Turkey must release human rights activists, still in jail after 100 days
One hundred days after their wrongful arrest, Amnesty International is leading a global demand for the immediate and unconditional release of 11 prominent human rights defenders in Turkey.
Ten activists, including İdil Eser, the Director of Amnesty Turkey, were arrested on 5 July whilst Taner Kılıç, Amnesty’s Turkey Chair, was arrested the month before. On 4 October, a prosecutor filed an indictment calling for jail terms of up to 15 years for all 11 of the human rights defenders on absurd and trumped up terrorism charges.
John Dalhuisen, Amnesty International’s Europe Director, said:
“One hundred days ago, our colleagues were locked up for standing up for human rights. Every passing day further exposes the long reach of the post-coup crackdown and the deep flaws in Turkey’s justice system.
“The indictment is a toxic mix of innuendo and untruth which does not stand up to the slightest scrutiny. It repeats ludicrous and contradictory allegations which have no place in any self-respecting courtroom.”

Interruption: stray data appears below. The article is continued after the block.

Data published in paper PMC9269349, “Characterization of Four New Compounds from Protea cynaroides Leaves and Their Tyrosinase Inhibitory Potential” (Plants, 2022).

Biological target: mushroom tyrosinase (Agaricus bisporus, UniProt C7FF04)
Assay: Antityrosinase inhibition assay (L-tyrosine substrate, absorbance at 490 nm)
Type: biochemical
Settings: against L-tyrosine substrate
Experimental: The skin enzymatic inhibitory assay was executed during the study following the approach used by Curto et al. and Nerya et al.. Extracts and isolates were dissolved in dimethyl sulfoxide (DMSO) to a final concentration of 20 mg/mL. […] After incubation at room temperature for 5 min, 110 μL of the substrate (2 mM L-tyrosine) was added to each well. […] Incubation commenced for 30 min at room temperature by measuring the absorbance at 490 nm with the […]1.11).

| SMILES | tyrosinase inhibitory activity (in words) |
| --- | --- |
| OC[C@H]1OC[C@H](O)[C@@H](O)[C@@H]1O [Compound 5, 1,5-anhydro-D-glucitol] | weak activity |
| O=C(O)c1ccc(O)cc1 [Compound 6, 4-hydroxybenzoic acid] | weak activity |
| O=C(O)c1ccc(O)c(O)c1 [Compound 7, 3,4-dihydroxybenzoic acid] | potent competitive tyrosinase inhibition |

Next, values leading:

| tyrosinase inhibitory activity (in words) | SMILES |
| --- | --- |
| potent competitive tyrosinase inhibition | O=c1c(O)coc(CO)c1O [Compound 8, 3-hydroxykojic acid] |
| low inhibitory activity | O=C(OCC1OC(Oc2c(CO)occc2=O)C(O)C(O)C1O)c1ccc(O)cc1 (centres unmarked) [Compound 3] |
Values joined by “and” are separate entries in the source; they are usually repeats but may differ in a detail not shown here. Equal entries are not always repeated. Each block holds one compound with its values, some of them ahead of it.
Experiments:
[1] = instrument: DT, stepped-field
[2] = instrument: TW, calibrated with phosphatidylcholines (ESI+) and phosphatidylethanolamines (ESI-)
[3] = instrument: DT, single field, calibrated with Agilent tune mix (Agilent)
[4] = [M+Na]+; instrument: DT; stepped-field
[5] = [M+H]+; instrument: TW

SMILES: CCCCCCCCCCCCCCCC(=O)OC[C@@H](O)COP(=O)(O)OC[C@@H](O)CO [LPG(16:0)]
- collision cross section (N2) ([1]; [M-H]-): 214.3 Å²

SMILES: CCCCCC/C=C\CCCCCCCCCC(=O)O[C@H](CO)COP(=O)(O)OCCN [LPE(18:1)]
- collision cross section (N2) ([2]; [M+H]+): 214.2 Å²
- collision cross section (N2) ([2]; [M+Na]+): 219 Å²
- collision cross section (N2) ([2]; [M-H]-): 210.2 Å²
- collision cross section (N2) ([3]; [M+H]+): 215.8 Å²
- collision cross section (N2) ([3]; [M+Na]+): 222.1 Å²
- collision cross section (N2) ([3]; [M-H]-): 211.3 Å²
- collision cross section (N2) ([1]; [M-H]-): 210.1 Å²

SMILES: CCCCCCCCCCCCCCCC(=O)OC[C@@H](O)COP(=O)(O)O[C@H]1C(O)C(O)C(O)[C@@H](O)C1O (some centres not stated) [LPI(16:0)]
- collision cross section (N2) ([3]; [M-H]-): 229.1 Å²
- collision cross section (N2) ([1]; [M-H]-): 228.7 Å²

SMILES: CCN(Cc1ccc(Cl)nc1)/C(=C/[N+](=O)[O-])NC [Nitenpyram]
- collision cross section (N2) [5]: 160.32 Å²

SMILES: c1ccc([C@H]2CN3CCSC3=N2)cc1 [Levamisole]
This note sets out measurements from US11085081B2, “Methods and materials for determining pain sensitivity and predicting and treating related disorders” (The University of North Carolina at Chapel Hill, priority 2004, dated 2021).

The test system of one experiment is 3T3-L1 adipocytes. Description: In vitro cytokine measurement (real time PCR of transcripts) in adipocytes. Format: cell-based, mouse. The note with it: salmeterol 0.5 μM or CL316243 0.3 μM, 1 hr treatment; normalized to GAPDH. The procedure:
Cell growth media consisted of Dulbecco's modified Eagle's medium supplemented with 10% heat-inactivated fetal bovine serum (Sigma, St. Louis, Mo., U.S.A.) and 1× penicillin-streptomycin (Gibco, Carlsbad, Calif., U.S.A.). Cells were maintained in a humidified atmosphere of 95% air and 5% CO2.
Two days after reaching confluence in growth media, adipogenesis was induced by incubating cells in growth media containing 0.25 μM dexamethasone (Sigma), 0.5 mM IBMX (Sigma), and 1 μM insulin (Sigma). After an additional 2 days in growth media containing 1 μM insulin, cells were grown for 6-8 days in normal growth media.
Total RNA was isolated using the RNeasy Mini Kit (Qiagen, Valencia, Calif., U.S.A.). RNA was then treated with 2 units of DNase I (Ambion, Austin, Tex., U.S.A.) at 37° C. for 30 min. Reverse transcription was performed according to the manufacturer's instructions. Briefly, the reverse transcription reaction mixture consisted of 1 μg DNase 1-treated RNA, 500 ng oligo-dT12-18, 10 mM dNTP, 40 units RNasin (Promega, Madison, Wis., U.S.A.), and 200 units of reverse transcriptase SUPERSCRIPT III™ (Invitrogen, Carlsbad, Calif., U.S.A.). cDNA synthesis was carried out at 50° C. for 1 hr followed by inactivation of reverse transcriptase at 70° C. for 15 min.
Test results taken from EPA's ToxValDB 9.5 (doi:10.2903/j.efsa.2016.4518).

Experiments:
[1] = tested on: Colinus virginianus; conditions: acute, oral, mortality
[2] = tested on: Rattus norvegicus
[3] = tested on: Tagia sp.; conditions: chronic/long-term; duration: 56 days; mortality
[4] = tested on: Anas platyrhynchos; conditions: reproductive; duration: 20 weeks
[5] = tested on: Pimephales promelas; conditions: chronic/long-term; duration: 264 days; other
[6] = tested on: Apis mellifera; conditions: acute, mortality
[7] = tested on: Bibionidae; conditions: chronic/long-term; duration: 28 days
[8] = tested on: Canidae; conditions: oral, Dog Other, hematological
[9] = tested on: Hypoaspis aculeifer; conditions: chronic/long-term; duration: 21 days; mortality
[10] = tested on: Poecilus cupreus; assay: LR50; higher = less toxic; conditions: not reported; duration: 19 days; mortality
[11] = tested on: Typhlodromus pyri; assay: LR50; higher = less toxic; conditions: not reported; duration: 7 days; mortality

In the coming days, Amnesty activists in more than 25 countries will hold more than 200 parties and stunts to mark İdil‘s 54th birthday on Saturday 14 October. These will range from a birthday party in the European Parliament, to a press conference in a makeshift prison in Madrid. Full-size paper cutouts of Idil will be present to highlight her absence.
The activists are accused of assisting a variety of ‘armed terrorist organisations’ with diametrically opposing ideologies. The charges against them include outlandish claims that standard human rights activities such as appealing to stop the sale of tear gas, making a grant application or campaigning for the release of hunger striking teachers were carried out on behalf of terrorist organisations.
After three months, the investigation has unsurprisingly failed to provide any incriminating evidence to substantiate the prosecutor’s fantastical charges. Nor has it shown how the supposedly secret meeting relates to terrorism in any way.
Some of the claims against İdil are based on Amnesty documents and public communications that predate her appointment at the organisation.
John Dalhuisen said:
“Rounding up human rights defenders was clearly intended to send a message that dissent will not be tolerated. But the courage of İdil Eser and her colleagues and the support they have garnered around the world has sent a brighter message: that critical voices cannot be silenced.
“The Turkish authorities must immediately and unconditionally release the imprisoned defenders and end the brutal post-coup crackdown that is ravaging the country.”